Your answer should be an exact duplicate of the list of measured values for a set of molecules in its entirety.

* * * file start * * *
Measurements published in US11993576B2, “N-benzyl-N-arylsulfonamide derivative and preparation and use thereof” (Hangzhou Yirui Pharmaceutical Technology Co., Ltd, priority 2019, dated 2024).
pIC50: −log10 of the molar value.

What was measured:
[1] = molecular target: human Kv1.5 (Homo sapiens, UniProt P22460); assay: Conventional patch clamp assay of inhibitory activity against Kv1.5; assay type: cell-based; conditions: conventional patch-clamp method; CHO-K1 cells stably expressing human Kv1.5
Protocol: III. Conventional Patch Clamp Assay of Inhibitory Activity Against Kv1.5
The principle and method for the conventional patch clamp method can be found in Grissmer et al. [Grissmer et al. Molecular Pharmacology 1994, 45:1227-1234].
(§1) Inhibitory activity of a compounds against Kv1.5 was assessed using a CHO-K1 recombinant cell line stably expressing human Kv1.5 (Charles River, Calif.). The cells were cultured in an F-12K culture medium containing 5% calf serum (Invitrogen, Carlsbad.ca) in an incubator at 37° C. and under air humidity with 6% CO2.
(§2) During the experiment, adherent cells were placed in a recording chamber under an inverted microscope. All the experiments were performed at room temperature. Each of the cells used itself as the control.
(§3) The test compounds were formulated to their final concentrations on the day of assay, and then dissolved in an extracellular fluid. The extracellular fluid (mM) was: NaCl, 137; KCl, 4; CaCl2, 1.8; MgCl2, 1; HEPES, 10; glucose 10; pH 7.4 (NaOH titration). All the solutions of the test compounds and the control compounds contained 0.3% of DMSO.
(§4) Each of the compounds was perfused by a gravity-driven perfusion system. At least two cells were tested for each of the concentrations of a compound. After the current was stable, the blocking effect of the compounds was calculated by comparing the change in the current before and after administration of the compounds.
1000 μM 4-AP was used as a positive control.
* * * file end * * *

Measurements published in US11993576B2, “N-benzyl-N-arylsulfonamide derivative and preparation and use thereof” (Hangzhou Yirui Pharmaceutical Technology Co., Ltd, priority 2019, dated 2024).
pIC50: −log10 of the molar value.

What was measured:
[1] = molecular target: human Kv1.5 (Homo sapiens, UniProt P22460); assay: Conventional patch clamp assay of inhibitory activity against Kv1.5; assay type: cell-based; conditions: conventional patch-clamp method; CHO-K1 cells stably expressing human Kv1.5
Protocol: III. Conventional Patch Clamp Assay of Inhibitory Activity Against Kv1.5
The principle and method for the conventional patch clamp method can be found in Grissmer et al. [Grissmer et al. Molecular Pharmacology 1994, 45:1227-1234].
(§1) Inhibitory activity of a compounds against Kv1.5 was assessed using a CHO-K1 recombinant cell line stably expressing human Kv1.5 (Charles River, Calif.). The cells were cultured in an F-12K culture medium containing 5% calf serum (Invitrogen, Carlsbad.ca) in an incubator at 37° C. and under air humidity with 6% CO2.
(§2) During the experiment, adherent cells were placed in a recording chamber under an inverted microscope. All the experiments were performed at room temperature. Each of the cells used itself as the control.
(§3) The test compounds were formulated to their final concentrations on the day of assay, and then dissolved in an extracellular fluid. The extracellular fluid (mM) was: NaCl, 137; KCl, 4; CaCl2, 1.8; MgCl2, 1; HEPES, 10; glucose 10; pH 7.4 (NaOH titration). All the solutions of the test compounds and the control compounds contained 0.3% of DMSO.
(§4) Each of the compounds was perfused by a gravity-driven perfusion system. At least two cells were tested for each of the concentrations of a compound. After the current was stable, the blocking effect of the compounds was calculated by comparing the change in the current before and after administration of the compounds.
1000 μM 4-AP was used as a positive control.